Former Cal Cornerback Finding Way In NFL

Oct. 9, 2001

AP Sports Writer

DENVER - The cocksure kid from California had lost all confidence.Denver Broncos cornerback Deltha O'Neal felt like he could do nothing rightunder the watchful eye of an unrelenting boss.

Every missed assignment, every poor decision and every rookie pitfallinevitably would be followed by the bellowing voice of defensive coordinatorGreg Robinson: 'Deltha!'

'It was hell. He chewed me out every day,' O'Neal said. 'I think it helpedme out, though. I've got to be able to take criticism and learn to grow offof that and challenge myself. But give me 50 feet so I can breathe.

'When I first stepped in there, I lost all of my confidence. It was alearning process for me, but yeah, I took in the criticism. Yeah, they brokeme down. They broke me down to ground zero. I was hurting.'

O'Neal has done a 180-degree turnaround since those 90-degree days at hisfirst NFL training camp in 2000.

With Robinson now the defensive coordinator for Kansas City, he had anunobstructed view as O'Neal tied an NFL record with four interceptionsSunday against the Chiefs.

It was the kind of game the Broncos have been hoping for since selectingO'Neal with the 15th overall pick of the 2000 draft.

'Even though you're a starter, until you go out there and prove yourselfweek in and week out, you don't have a lot of confidence,' Denver coach MikeShanahan said. 'That's why I think it's important for a guy to have a biggame like he did.'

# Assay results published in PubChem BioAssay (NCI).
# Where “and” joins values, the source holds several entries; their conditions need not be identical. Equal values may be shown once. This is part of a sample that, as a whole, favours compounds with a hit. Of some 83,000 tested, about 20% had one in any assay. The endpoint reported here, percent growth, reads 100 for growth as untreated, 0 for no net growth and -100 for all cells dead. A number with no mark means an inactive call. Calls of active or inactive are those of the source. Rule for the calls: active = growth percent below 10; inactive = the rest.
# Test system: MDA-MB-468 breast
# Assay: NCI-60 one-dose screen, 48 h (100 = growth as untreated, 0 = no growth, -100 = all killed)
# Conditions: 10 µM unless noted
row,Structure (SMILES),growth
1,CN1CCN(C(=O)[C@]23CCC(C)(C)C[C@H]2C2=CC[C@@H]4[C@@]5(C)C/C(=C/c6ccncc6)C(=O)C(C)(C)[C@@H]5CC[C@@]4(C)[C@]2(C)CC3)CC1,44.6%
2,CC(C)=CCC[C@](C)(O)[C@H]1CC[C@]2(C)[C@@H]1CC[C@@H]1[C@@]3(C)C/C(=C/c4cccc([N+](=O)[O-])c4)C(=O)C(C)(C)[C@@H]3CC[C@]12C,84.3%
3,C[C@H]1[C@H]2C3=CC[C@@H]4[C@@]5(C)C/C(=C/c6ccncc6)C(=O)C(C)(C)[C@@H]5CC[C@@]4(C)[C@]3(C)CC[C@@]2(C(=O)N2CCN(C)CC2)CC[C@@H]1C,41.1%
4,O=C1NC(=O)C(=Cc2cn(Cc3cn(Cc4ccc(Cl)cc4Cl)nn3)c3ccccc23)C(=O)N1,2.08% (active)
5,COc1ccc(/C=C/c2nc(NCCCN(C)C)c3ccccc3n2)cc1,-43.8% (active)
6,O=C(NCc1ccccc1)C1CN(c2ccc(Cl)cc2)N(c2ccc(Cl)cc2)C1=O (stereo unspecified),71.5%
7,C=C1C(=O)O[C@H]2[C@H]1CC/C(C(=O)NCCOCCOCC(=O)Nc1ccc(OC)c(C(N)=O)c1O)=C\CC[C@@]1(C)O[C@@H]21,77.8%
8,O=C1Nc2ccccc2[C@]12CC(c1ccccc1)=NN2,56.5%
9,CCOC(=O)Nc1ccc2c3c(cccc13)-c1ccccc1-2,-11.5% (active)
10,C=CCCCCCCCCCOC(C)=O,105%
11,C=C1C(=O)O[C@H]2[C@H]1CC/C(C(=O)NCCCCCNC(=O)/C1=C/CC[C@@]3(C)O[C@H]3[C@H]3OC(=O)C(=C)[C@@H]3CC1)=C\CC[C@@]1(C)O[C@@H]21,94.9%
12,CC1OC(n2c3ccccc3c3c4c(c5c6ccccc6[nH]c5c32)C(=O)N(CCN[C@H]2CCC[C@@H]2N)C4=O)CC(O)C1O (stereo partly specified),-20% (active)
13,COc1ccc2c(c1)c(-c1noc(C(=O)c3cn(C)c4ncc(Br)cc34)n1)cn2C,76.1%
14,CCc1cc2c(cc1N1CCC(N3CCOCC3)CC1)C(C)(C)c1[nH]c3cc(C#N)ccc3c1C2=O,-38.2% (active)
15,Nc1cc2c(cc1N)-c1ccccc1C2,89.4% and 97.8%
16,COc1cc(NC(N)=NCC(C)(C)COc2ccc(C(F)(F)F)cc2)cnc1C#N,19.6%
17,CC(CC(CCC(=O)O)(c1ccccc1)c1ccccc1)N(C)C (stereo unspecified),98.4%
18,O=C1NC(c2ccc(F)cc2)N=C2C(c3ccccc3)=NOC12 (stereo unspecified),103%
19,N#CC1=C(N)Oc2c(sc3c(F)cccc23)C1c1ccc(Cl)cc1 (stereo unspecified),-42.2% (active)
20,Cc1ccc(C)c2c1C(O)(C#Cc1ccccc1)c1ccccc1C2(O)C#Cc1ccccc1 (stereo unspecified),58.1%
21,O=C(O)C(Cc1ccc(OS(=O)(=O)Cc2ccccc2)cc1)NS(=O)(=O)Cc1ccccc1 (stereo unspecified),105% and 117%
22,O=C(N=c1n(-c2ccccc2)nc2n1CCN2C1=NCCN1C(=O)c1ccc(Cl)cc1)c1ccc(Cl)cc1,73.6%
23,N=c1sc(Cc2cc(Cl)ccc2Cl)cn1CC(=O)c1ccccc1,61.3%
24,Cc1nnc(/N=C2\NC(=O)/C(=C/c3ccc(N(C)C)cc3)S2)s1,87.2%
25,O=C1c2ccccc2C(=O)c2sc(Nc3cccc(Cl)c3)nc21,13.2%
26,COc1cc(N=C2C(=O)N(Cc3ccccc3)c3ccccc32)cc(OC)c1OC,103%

During his senior year at Cal, O'Neal seemed to have a big game every week.He tied for the NCAA lead with nine interceptions in 1999 and set an NCAArecord by returning four for touchdowns.

Making his defensive achievements even more impressive was the fact heplayed tailback until moving to cornerback midway through his junior year.

'He could have been a wide receiver. I guarantee that,' Shanahan said. 'Hehas unbelievable hands.'

As much as the Broncos love O'Neal's multiple talents, they made him afirst-round pick with the intention of grooming him to shadow receivers, notmimic them.

Not since Tyrone Braxton in 1987 has Denver drafted a cornerback that made alasting impact in a Broncos uniform. O'Neal could finally end the dry spellas he hones his technique and adopts diligent study habits under newdefensive coordinator Ray Rhodes.

'I feel like my old self again,' O'Neal said. 'I feel like I am back incollege, but I have to step it up another level. We have several weeks leftand now we have Seattle, so I have to let this one go by.'

The NFL record book will be there to remind O'Neal of his accomplishment. Hebecame the 18th player with four interceptions in a game and the first sinceArizona's Kwamie Lassiter did it against San Diego on Dec. 27, 1998.

O'Neal would have held the record by himself if he could have come down witha high throw by Trent Green in the end zone.

'That's all I'm hearing,' he said. 'Everybody talks about the five.'

O'Neal flashes a big smile when he thinks about what could have been.Dropping a potential interception is part of the learning curve that beganwhen Robinson and Denver's coaching staff seemingly dogged him from thepractice field to the film room to the cafeteria line.

'I think most rookies' confidence gets shattered a little bit because theydon't understand the speed of the game,' Shanahan said. 'They don'tunderstand the involvement and the difference between college and pro. It'snot a game. It's your job. Every once in a while a guy will come in andprove himself right away, but that's not the norm.'

Now that he has proven capable of making quarterbacks think twice aboutthrowing his way, O'Neal can expect a little slack at practice, right? Notquite.

'They still yell,' he said. 'Don't get me wrong, they still yell. I justfeel comfortable out there. I feel relaxed.'

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